Taking Depositions: Preparation Strategies for Lawyers | NextPoint, Inc.


Taking statements is arguably the most useful discovery exercise in gathering information and building a solid case. This is the only occasion, before the trial itself, where a lawyer can question a witness about almost everything he knows about the case. In other words, it is an extremely vital part of any litigation, where preparation is key.

Unfortunately, too many legal teams enter depositions unprepared and unorganized. The deposition process is often left to the very last minute as review teams struggle to finish combing through documentary evidence. Because depositions are often done under time constraints, you should not go blind. We’ll walk you through how to prepare for your depositions in the most organized and thoughtful way.

Taking depositions to the next level

Identifying the number of depositions to take and who will be deposed are elements of a well-drafted discovery plan. But neither is a required part of the meeting and conference or discovery plan as described in Rule 26(f)(3).

This means you have some freedom to improvise as new information comes to light. Unfortunately, if your team waits too long to identify material depositions, topics and issues, it will be impossible to make the necessary depositions in a timely manner.

This happens because many attorneys are still fact-finding and unsure of what affiants might have to say. It is essential to know the facts of your case (if possible). Know the claims. Know the law and the objections that may be raised by opposing counsel. It will be helpful to have copies of your statements for everyone in the room. Although it is a lot to think about, it is imperative to check all these boxes.

As noted in our recent article on Preparing for Trial 101, create a plan even when reviewing documents. Whether you’re on the plaintiff’s side or the defense side, it’s important to know what you’re looking for, how to build a case, and how to defend yourself. As you discover new information, the plan may change. But it does provide a framework for what you’re looking for and the questions you need to ask.

Coding and searching for repository transcripts

Preparing witnesses and managing depositions in a small case is relatively straightforward. For large-scale litigation, like Multi-District Litigation (MDL), we see transcript repositories with 5,000 or more transcripts for witnesses in all cases. In these subjects, it is useful to encode transcripts with metadata and add fields so that they are searchable.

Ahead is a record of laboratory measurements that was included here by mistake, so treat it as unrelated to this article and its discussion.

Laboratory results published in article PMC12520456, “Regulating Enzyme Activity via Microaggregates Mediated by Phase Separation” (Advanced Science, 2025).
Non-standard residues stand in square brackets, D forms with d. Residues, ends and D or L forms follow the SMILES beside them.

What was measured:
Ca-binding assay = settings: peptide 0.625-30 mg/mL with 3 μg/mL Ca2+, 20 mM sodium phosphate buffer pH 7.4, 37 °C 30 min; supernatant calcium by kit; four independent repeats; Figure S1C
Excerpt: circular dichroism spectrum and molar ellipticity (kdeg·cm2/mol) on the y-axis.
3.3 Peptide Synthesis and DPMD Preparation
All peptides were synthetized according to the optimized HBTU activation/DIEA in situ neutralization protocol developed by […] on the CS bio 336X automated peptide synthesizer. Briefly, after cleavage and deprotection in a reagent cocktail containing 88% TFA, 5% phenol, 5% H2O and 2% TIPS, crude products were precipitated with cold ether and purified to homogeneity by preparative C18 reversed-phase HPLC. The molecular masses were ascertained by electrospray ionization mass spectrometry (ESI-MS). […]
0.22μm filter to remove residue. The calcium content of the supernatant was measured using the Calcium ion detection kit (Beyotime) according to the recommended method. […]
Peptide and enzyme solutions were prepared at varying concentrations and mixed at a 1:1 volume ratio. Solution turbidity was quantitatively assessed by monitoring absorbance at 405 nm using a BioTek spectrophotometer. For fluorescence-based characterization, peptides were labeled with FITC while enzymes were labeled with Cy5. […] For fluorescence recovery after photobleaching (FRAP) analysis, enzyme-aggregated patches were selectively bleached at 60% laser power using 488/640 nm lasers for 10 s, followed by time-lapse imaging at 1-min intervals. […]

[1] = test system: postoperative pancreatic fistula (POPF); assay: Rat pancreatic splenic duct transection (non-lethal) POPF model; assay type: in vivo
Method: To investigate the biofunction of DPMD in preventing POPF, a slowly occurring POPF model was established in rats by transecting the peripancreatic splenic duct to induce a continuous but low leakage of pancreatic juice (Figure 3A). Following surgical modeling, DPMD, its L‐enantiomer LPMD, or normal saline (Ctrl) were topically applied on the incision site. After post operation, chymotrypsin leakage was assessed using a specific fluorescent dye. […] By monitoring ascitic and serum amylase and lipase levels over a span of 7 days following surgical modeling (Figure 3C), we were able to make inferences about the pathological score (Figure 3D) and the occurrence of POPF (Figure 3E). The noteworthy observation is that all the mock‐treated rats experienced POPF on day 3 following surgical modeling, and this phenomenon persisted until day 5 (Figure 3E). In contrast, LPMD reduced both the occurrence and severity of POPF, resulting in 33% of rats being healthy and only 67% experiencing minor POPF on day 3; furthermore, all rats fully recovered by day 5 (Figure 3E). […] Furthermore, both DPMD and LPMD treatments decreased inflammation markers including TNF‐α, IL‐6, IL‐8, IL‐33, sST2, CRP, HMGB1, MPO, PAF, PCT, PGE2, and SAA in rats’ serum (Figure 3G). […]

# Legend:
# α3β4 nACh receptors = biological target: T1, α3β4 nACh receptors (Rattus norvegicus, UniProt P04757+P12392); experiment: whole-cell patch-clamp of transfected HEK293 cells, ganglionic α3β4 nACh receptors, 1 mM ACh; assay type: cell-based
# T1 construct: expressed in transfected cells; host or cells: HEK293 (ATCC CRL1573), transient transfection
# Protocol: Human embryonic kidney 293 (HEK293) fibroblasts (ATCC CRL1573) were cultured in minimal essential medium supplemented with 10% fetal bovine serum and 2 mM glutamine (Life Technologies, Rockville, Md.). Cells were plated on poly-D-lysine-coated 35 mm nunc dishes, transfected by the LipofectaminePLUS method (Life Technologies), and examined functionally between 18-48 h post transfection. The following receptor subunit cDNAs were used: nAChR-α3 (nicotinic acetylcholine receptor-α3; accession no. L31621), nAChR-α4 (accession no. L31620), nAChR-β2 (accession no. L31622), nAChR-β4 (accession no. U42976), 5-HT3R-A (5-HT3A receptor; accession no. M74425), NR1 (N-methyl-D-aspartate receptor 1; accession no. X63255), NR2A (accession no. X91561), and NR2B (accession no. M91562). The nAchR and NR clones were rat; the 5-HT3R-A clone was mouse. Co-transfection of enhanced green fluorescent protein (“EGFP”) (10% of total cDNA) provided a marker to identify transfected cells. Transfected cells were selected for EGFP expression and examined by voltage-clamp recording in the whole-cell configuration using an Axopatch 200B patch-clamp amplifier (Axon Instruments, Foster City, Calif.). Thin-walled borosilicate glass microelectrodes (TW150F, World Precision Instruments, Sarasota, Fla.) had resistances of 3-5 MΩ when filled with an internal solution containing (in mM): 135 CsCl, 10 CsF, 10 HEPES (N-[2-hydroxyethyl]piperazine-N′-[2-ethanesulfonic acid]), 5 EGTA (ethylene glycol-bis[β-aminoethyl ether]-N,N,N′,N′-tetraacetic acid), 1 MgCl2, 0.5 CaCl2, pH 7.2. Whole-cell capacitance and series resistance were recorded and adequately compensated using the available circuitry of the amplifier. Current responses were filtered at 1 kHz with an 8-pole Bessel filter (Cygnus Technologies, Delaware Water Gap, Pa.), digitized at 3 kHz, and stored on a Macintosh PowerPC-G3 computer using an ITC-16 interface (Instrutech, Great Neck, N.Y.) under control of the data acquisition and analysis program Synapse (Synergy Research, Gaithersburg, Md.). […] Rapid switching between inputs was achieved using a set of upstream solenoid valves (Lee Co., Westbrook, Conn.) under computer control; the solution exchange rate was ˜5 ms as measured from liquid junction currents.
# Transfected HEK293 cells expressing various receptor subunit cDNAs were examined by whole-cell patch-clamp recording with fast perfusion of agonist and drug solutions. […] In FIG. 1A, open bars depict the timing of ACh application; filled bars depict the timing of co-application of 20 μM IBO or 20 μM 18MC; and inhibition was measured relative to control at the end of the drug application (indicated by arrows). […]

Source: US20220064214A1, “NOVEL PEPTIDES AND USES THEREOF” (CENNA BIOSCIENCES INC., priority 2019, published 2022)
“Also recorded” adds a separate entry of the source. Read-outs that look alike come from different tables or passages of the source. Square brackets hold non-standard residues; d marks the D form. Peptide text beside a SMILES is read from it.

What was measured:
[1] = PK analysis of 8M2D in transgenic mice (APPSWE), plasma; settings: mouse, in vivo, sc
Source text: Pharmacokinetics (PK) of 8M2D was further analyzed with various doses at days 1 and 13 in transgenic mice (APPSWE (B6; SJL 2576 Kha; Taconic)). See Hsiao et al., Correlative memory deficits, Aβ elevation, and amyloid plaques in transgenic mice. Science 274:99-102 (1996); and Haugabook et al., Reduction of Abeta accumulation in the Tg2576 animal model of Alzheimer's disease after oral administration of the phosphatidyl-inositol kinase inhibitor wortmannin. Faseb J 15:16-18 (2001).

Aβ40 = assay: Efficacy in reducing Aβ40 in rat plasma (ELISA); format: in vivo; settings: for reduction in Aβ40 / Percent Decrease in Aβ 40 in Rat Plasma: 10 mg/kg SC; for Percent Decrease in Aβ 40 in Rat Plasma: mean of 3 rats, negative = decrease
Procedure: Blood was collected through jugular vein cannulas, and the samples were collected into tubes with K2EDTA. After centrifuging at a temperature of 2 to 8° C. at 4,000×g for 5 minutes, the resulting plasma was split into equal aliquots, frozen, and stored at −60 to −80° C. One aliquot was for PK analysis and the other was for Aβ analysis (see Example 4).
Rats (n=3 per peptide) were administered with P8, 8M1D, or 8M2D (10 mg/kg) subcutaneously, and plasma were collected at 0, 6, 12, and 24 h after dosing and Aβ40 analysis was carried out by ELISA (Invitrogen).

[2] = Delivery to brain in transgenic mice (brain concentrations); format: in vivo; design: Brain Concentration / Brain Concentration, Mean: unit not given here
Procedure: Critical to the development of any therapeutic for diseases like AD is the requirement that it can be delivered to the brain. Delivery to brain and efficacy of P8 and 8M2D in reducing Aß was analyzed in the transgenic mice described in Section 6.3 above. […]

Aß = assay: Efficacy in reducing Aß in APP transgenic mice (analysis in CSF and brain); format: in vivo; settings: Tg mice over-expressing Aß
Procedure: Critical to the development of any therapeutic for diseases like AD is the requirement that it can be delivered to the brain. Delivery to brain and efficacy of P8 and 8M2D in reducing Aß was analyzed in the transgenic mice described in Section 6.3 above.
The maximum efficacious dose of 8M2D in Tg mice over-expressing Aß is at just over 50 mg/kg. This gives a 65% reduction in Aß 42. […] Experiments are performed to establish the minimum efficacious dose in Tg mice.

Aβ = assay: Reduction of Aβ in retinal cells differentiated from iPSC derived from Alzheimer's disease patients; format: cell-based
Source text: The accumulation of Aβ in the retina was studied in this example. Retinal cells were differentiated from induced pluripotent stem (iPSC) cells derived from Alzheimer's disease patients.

With the metadata in place, you can search across expert witnesses, fact witnesses, jurisdictions, and search for ongoing or even concurrent cases.

This way you can search fields to find a witness in a particular case or identify useful expert witnesses. You can see all the cases for which each witness testified and determine if you can reuse this testimony.

statement taking technology

Old-fashioned physical filing cabinets are an antiquated way to organize evidence and information when taking depositions. By using a secure online repository, you can organize the database to share notes and highlights with your team. You can also download and provide a clean version to the deponent, opposing counsel and court reporter.

Litigation management software with calendaring, time reporting, and other tools is essential for organizing and planning your depositions. You will have time constraints. When discovery is served, appoint someone to meet the deadlines.

Progress reports and occasional town hall meetings will alert everyone if unfavorable information comes to light. Discovering a new claim may require a change to your response.

What’s new in the repository software

In every case, there are “hot docs”. These are important documents that will one day find themselves attached to a file, enlarged and used as an exhibit, or repeatedly dismantled in a deposition. A well-designed coding layout will easily mark and identify these documents in priority for further review.

When hot documents appear, it should be possible to send everyone a link to that document so that everyone from associates to designers or opposing counsel can access the same item. Sharing work product securely and transparently in a collaborative database environment helps ensure that you are not duplicating work. It also means that no one can claim never to have received this important document.

And of course, before taking depositions, get your exhibits in order with a stamping/numbering tool. All modern litigation software should offer such functionality. Quickly identifying key filing documents for your team can dramatically change the course of a dispute.

Even with these tactics, taking statements can be complicated and difficult. But the right amount of organization and technology ensures your team can handle the challenges.

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